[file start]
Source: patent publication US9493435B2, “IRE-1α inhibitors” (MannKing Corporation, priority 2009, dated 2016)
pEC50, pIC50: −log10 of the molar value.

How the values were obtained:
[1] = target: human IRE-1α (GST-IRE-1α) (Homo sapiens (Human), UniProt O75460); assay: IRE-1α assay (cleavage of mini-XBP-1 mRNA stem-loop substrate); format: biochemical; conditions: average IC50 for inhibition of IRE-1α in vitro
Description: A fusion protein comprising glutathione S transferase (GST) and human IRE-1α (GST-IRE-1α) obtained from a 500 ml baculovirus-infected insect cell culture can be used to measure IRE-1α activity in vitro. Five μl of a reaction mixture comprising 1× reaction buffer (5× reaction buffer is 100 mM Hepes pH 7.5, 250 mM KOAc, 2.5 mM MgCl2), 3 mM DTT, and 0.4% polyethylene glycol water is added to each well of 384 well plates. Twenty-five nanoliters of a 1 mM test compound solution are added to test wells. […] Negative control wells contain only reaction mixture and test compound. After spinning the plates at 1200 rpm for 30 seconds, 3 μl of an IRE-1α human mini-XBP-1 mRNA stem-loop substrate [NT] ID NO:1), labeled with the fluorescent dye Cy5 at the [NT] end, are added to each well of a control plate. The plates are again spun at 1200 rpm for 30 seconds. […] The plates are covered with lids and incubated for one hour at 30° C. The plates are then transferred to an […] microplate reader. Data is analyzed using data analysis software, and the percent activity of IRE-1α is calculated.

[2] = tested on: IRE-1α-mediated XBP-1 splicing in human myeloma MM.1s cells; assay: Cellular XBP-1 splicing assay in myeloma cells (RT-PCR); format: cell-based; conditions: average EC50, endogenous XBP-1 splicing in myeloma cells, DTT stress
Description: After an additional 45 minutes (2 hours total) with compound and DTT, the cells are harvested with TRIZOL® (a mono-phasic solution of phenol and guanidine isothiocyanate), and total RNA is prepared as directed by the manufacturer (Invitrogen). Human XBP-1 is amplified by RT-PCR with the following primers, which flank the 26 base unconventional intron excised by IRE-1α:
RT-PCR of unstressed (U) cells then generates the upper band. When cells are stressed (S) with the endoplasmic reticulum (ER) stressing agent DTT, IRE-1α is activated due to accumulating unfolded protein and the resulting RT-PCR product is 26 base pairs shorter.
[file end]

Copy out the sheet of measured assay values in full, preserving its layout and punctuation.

Source: patent publication US9493435B2, “IRE-1α inhibitors” (MannKing Corporation, priority 2009, dated 2016)
pEC50, pIC50: −log10 of the molar value.

How the values were obtained:
[1] = target: human IRE-1α (GST-IRE-1α) (Homo sapiens (Human), UniProt O75460); assay: IRE-1α assay (cleavage of mini-XBP-1 mRNA stem-loop substrate); format: biochemical; conditions: average IC50 for inhibition of IRE-1α in vitro
Description: A fusion protein comprising glutathione S transferase (GST) and human IRE-1α (GST-IRE-1α) obtained from a 500 ml baculovirus-infected insect cell culture can be used to measure IRE-1α activity in vitro. Five μl of a reaction mixture comprising 1× reaction buffer (5× reaction buffer is 100 mM Hepes pH 7.5, 250 mM KOAc, 2.5 mM MgCl2), 3 mM DTT, and 0.4% polyethylene glycol water is added to each well of 384 well plates. Twenty-five nanoliters of a 1 mM test compound solution are added to test wells. […] Negative control wells contain only reaction mixture and test compound. After spinning the plates at 1200 rpm for 30 seconds, 3 μl of an IRE-1α human mini-XBP-1 mRNA stem-loop substrate [NT] ID NO:1), labeled with the fluorescent dye Cy5 at the [NT] end, are added to each well of a control plate. The plates are again spun at 1200 rpm for 30 seconds. […] The plates are covered with lids and incubated for one hour at 30° C. The plates are then transferred to an […] microplate reader. Data is analyzed using data analysis software, and the percent activity of IRE-1α is calculated.

[2] = tested on: IRE-1α-mediated XBP-1 splicing in human myeloma MM.1s cells; assay: Cellular XBP-1 splicing assay in myeloma cells (RT-PCR); format: cell-based; conditions: average EC50, endogenous XBP-1 splicing in myeloma cells, DTT stress
Description: After an additional 45 minutes (2 hours total) with compound and DTT, the cells are harvested with TRIZOL® (a mono-phasic solution of phenol and guanidine isothiocyanate), and total RNA is prepared as directed by the manufacturer (Invitrogen). Human XBP-1 is amplified by RT-PCR with the following primers, which flank the 26 base unconventional intron excised by IRE-1α:
RT-PCR of unstressed (U) cells then generates the upper band. When cells are stressed (S) with the endoplasmic reticulum (ER) stressing agent DTT, IRE-1α is activated due to accumulating unfolded protein and the resulting RT-PCR product is 26 base pairs shorter.